The Solution:

A minimum of one day each week should be set out for rest or unstructured activity (such as playing a new sport). If exercising ever starts to feel like a job, switch to something new and exciting unless you are being paid for your physical performance. Lastly, try different activities like cooking, wine tasting, listening to music, reading new books, attending social gatherings, and having sex to keep your mind stimulated. If you do discover that you have a problem with exercise addiction, you might want to think about using cognitive behavioral therapy, neurofeedback, or in more serious situations, medication, to overcome the problem. Your body and your relationships aren't worth losing to exercise addiction.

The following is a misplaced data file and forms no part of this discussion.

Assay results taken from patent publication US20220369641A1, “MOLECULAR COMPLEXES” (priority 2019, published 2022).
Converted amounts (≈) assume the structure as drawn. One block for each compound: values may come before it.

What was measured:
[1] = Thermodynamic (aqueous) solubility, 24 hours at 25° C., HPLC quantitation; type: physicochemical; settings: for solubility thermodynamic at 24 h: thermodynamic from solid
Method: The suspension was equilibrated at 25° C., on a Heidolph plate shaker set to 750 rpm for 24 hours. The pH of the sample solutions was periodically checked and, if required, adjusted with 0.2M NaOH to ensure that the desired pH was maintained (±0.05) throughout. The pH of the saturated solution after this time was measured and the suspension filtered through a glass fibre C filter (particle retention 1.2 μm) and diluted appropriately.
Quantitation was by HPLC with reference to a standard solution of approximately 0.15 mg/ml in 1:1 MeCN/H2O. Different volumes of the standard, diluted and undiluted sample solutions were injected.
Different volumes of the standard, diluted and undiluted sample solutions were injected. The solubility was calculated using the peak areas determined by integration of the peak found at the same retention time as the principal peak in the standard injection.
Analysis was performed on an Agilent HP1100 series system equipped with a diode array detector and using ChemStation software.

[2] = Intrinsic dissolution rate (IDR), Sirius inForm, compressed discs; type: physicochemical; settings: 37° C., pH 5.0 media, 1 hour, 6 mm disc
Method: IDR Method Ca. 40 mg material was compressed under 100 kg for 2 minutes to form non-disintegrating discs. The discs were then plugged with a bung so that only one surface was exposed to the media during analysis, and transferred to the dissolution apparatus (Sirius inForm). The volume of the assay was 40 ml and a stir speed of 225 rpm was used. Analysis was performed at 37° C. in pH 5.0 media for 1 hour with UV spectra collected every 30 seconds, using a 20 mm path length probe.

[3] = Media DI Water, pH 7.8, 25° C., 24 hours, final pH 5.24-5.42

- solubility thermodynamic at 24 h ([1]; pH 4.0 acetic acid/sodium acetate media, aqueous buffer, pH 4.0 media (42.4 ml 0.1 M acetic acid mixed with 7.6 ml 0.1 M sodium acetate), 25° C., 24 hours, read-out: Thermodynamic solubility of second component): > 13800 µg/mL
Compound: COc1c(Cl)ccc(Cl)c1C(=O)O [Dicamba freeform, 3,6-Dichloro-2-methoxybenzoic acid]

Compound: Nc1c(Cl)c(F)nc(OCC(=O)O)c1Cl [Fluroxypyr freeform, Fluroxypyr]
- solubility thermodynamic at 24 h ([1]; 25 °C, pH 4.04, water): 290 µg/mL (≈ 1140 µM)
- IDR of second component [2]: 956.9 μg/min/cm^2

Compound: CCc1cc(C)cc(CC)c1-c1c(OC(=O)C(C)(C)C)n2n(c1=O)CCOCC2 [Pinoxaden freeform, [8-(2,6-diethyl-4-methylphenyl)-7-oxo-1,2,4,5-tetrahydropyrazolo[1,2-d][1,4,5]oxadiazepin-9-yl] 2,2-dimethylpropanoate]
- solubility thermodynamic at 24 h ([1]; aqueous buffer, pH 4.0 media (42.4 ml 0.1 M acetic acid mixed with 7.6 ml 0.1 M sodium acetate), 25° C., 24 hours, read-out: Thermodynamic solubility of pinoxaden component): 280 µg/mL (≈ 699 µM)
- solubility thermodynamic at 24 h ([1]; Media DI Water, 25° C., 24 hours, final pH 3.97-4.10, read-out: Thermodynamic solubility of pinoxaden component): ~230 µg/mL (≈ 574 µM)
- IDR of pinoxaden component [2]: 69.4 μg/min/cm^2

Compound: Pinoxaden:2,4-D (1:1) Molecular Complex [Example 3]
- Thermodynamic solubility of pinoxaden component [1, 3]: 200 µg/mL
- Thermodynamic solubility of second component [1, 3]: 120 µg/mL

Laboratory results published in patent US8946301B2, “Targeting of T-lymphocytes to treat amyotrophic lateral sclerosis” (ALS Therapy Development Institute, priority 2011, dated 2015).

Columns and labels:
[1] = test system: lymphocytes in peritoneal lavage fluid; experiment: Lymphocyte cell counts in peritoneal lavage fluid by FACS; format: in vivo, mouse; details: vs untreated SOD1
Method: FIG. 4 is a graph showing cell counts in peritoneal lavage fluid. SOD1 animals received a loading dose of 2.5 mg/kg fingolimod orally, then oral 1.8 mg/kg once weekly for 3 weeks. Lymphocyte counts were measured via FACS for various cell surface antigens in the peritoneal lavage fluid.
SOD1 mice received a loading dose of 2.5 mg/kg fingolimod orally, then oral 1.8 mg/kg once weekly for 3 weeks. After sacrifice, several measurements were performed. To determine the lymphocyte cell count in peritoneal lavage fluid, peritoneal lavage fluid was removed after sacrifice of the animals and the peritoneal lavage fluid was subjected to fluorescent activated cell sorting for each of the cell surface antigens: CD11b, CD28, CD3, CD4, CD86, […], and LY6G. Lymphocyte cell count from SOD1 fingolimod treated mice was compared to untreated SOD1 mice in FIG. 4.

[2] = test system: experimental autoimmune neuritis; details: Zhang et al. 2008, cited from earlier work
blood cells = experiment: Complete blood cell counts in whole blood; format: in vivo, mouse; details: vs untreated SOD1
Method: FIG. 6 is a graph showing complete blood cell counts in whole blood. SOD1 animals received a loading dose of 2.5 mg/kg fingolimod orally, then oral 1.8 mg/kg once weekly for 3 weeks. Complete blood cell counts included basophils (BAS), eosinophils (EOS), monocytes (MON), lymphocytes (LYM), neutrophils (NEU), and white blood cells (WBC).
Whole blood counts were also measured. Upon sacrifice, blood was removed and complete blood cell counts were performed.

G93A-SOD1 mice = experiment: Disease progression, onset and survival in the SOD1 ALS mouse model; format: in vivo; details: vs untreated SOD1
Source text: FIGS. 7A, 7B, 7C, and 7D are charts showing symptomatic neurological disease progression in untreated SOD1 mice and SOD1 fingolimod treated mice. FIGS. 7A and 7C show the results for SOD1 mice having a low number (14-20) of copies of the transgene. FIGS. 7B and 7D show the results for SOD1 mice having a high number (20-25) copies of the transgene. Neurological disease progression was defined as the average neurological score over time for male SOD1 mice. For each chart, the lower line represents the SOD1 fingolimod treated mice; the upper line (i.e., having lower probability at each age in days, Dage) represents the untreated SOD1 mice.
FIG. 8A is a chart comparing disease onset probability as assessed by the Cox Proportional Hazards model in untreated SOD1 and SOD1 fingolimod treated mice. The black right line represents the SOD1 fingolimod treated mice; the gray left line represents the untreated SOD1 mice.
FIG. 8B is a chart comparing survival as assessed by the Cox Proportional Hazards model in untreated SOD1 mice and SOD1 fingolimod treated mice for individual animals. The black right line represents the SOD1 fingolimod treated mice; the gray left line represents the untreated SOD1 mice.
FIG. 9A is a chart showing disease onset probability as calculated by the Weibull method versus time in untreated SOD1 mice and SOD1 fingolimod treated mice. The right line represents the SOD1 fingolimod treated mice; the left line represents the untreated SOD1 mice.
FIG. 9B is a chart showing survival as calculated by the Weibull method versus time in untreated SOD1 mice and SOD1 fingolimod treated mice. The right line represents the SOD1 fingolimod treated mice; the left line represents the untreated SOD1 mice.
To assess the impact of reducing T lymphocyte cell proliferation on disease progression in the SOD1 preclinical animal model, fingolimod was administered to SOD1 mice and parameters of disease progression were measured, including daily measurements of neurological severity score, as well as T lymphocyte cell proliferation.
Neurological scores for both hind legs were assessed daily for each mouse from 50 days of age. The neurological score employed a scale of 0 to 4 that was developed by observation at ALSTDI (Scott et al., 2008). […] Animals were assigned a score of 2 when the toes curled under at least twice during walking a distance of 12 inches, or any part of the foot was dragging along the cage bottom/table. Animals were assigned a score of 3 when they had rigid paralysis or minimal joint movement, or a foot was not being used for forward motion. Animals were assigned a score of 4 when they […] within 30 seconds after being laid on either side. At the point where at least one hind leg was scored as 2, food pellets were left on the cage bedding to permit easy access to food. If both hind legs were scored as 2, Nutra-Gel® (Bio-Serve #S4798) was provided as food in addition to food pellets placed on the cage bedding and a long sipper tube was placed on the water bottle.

2. Exercise Is Bad for Your Heart

In one study, British researchers looked at 12 athletes who had competed in 178 marathons, 65 ultramarathons, and 4 Ironman triathlons over the course of 43 years of constant training. The athletes had an average age of 57. Compared to none of the age-matched "non-exercising" controls, half of the athletes exhibited heart tissue fibrosis, or scarring. In addition, years of rigorous exercise or lifelong endurance training can wear down your heart muscles, making you more susceptible to a disease called "ventricular arrhythmia" in which your heart beats erratically.

This has essentially ended the careers of some professional endurance athletes who participate in the type of training required for this problem to emerge. It is most likely caused by injury to the right chamber of the heart, which can alter normal heart rate and rhythm.

The Solution: